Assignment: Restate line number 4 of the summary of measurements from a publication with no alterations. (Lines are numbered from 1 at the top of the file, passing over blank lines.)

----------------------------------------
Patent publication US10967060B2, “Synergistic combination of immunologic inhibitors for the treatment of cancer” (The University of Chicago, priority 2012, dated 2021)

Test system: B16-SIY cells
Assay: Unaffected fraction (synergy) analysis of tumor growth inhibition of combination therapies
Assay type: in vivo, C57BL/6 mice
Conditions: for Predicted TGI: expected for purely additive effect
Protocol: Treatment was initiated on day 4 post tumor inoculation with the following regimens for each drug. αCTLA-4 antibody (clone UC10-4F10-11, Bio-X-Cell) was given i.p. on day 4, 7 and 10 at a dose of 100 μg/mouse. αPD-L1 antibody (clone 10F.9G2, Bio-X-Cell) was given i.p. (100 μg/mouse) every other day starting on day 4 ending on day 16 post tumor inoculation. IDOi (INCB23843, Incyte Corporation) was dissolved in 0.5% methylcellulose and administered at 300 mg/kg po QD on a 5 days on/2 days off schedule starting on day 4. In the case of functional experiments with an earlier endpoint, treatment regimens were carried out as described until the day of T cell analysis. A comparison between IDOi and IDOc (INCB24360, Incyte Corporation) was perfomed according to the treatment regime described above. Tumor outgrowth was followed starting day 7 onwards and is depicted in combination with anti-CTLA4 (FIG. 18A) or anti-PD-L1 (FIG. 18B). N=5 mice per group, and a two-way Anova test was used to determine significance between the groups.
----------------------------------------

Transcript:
Assay type: in vivo, C57BL/6 mice